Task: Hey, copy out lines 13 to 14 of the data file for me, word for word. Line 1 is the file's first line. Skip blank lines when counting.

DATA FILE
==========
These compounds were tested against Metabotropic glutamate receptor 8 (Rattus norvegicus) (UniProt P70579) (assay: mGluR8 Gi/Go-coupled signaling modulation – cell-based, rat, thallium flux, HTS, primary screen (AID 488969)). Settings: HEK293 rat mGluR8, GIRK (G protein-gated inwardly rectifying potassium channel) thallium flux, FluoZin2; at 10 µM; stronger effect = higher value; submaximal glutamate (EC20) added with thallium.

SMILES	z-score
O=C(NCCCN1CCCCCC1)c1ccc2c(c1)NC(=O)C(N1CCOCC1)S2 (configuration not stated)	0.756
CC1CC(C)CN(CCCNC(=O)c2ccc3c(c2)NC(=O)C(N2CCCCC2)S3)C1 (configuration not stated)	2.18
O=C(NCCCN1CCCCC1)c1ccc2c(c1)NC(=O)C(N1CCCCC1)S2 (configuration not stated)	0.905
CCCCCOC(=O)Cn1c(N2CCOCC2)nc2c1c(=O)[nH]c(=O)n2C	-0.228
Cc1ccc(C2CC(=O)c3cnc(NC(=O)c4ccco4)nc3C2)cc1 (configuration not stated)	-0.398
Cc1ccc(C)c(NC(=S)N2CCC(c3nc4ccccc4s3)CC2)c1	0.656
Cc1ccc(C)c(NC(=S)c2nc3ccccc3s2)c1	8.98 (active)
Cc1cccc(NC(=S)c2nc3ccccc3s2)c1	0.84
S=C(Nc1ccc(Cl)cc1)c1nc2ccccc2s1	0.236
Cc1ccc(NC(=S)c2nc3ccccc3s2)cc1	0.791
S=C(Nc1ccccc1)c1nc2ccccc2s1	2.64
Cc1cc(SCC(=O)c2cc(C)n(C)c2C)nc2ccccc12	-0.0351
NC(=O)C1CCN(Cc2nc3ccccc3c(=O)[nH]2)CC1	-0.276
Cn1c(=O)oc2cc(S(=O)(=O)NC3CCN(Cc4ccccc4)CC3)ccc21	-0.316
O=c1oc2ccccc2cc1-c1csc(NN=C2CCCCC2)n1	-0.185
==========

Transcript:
S=C(Nc1ccccc1)c1nc2ccccc2s1	2.64
Cc1cc(SCC(=O)c2cc(C)n(C)c2C)nc2ccccc12	-0.0351